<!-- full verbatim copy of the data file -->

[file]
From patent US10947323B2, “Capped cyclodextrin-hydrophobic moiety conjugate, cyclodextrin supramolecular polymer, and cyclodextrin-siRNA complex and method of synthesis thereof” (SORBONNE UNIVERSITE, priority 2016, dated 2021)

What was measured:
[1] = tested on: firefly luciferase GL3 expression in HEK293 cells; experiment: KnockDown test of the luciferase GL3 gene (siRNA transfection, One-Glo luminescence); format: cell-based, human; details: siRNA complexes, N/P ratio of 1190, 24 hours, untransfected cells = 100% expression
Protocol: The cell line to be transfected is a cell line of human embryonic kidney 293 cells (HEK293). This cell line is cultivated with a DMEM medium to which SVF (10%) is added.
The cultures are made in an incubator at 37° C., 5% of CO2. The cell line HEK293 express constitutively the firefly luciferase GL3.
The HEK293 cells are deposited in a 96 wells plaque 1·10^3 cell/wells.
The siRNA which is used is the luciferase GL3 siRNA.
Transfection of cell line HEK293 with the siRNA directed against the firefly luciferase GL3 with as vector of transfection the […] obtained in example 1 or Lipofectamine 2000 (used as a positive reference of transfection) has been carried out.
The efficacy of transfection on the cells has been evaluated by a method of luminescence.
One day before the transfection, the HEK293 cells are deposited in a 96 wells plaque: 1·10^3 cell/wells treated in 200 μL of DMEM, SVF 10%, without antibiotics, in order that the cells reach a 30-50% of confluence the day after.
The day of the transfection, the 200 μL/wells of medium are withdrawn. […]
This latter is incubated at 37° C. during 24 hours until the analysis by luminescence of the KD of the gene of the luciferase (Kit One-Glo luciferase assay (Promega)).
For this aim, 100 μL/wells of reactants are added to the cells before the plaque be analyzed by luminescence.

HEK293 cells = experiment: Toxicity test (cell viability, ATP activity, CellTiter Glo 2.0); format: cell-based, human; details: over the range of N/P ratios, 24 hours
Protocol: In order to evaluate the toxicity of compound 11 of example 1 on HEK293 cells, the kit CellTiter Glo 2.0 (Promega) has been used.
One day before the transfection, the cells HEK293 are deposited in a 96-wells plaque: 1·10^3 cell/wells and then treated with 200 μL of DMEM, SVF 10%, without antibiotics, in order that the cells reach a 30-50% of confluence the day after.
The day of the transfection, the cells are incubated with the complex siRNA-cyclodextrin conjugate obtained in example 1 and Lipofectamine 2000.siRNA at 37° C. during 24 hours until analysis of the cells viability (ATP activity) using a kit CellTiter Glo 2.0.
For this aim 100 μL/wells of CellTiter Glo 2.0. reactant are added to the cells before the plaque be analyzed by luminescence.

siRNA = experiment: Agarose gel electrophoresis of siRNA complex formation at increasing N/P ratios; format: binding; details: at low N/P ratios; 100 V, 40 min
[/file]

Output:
From patent US10947323B2, “Capped cyclodextrin-hydrophobic moiety conjugate, cyclodextrin supramolecular polymer, and cyclodextrin-siRNA complex and method of synthesis thereof” (SORBONNE UNIVERSITE, priority 2016, dated 2021)

What was measured:
[1] = tested on: firefly luciferase GL3 expression in HEK293 cells; experiment: KnockDown test of the luciferase GL3 gene (siRNA transfection, One-Glo luminescence); format: cell-based, human; details: siRNA complexes, N/P ratio of 1190, 24 hours, untransfected cells = 100% expression
Protocol: The cell line to be transfected is a cell line of human embryonic kidney 293 cells (HEK293). This cell line is cultivated with a DMEM medium to which SVF (10%) is added.
The cultures are made in an incubator at 37° C., 5% of CO2. The cell line HEK293 express constitutively the firefly luciferase GL3.
The HEK293 cells are deposited in a 96 wells plaque 1·10^3 cell/wells.
The siRNA which is used is the luciferase GL3 siRNA.
Transfection of cell line HEK293 with the siRNA directed against the firefly luciferase GL3 with as vector of transfection the […] obtained in example 1 or Lipofectamine 2000 (used as a positive reference of transfection) has been carried out.
The efficacy of transfection on the cells has been evaluated by a method of luminescence.
One day before the transfection, the HEK293 cells are deposited in a 96 wells plaque: 1·10^3 cell/wells treated in 200 μL of DMEM, SVF 10%, without antibiotics, in order that the cells reach a 30-50% of confluence the day after.
The day of the transfection, the 200 μL/wells of medium are withdrawn. […]
This latter is incubated at 37° C. during 24 hours until the analysis by luminescence of the KD of the gene of the luciferase (Kit One-Glo luciferase assay (Promega)).
For this aim, 100 μL/wells of reactants are added to the cells before the plaque be analyzed by luminescence.

HEK293 cells = experiment: Toxicity test (cell viability, ATP activity, CellTiter Glo 2.0); format: cell-based, human; details: over the range of N/P ratios, 24 hours
Protocol: In order to evaluate the toxicity of compound 11 of example 1 on HEK293 cells, the kit CellTiter Glo 2.0 (Promega) has been used.
One day before the transfection, the cells HEK293 are deposited in a 96-wells plaque: 1·10^3 cell/wells and then treated with 200 μL of DMEM, SVF 10%, without antibiotics, in order that the cells reach a 30-50% of confluence the day after.
The day of the transfection, the cells are incubated with the complex siRNA-cyclodextrin conjugate obtained in example 1 and Lipofectamine 2000.siRNA at 37° C. during 24 hours until analysis of the cells viability (ATP activity) using a kit CellTiter Glo 2.0.
For this aim 100 μL/wells of CellTiter Glo 2.0. reactant are added to the cells before the plaque be analyzed by luminescence.

siRNA = experiment: Agarose gel electrophoresis of siRNA complex formation at increasing N/P ratios; format: binding; details: at low N/P ratios; 100 V, 40 min